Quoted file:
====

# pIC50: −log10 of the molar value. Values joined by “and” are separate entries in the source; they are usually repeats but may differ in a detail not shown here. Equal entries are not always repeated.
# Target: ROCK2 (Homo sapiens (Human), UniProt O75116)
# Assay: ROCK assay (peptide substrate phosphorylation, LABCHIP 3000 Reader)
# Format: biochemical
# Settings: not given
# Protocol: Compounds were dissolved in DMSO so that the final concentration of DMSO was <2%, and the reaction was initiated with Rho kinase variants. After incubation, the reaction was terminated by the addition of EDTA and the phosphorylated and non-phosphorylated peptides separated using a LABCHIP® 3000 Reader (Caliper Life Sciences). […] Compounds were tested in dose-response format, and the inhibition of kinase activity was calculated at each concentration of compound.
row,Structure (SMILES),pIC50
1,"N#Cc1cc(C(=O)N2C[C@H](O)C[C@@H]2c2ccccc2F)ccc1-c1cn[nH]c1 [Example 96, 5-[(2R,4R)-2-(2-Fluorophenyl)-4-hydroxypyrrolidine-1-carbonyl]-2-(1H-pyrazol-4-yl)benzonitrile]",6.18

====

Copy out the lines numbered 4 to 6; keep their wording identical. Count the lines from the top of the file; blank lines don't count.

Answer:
# Format: biochemical
# Settings: not given
# Protocol: Compounds were dissolved in DMSO so that the final concentration of DMSO was <2%, and the reaction was initiated with Rho kinase variants. After incubation, the reaction was terminated by the addition of EDTA and the phosphorylated and non-phosphorylated peptides separated using a LABCHIP® 3000 Reader (Caliper Life Sciences). […] Compounds were tested in dose-response format, and the inhibition of kinase activity was calculated at each concentration of compound.